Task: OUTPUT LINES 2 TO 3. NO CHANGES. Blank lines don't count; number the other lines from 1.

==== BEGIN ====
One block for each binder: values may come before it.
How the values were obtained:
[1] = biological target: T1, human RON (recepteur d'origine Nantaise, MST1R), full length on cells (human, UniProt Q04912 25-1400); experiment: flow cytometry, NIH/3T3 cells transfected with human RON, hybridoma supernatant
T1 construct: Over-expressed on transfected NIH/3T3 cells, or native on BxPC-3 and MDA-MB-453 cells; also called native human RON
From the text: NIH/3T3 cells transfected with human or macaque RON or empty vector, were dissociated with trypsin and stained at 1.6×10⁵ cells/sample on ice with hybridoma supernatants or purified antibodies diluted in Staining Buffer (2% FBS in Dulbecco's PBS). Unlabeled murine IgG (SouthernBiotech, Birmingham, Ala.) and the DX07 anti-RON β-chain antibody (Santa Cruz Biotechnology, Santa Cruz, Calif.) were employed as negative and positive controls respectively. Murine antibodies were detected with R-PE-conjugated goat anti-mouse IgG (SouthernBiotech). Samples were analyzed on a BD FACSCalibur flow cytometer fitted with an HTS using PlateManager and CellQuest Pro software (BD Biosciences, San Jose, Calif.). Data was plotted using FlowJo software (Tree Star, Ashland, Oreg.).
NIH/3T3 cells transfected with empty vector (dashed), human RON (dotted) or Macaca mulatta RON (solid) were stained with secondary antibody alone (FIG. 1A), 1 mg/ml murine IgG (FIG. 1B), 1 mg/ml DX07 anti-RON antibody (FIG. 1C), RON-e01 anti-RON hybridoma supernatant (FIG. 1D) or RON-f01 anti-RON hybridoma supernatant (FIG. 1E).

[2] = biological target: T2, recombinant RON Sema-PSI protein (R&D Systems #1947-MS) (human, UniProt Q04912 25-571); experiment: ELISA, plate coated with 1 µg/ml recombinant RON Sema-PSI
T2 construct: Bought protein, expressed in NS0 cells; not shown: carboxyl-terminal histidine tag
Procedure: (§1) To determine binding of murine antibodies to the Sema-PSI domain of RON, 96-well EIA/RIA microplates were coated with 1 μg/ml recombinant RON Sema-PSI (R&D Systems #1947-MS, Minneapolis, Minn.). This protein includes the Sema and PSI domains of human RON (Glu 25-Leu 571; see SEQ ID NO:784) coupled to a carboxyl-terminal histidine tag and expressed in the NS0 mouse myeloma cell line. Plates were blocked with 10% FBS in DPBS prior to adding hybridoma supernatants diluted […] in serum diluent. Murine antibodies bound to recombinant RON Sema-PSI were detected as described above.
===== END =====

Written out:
How the values were obtained:
[1] = biological target: T1, human RON (recepteur d'origine Nantaise, MST1R), full length on cells (human, UniProt Q04912 25-1400); experiment: flow cytometry, NIH/3T3 cells transfected with human RON, hybridoma supernatant